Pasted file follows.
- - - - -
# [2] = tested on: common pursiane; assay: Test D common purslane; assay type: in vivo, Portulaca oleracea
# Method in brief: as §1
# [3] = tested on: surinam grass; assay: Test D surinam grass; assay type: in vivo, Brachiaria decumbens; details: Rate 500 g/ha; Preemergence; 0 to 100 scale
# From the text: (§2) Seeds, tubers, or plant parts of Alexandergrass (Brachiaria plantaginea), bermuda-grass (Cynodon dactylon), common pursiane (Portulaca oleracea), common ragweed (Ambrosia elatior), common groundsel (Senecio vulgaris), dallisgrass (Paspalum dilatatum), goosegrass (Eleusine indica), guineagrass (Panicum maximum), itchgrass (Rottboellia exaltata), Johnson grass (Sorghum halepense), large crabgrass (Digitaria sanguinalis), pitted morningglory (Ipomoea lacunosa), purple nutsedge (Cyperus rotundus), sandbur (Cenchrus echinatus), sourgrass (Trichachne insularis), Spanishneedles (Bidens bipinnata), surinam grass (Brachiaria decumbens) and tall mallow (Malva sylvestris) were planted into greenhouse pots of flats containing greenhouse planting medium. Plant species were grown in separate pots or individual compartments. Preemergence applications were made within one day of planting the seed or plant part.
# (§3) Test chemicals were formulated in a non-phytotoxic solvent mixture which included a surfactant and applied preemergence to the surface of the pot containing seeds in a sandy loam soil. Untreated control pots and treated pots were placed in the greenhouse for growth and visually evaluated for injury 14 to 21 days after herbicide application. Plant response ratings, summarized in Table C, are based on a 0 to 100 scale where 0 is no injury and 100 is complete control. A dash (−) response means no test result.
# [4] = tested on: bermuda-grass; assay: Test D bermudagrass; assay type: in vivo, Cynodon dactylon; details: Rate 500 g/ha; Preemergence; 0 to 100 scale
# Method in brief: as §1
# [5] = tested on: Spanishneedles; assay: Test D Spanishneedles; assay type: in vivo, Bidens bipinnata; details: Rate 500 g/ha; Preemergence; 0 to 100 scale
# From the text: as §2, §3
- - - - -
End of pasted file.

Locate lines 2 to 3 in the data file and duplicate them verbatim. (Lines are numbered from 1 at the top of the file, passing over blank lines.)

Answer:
# Method in brief: as §1
# [3] = tested on: surinam grass; assay: Test D surinam grass; assay type: in vivo, Brachiaria decumbens; details: Rate 500 g/ha; Preemergence; 0 to 100 scale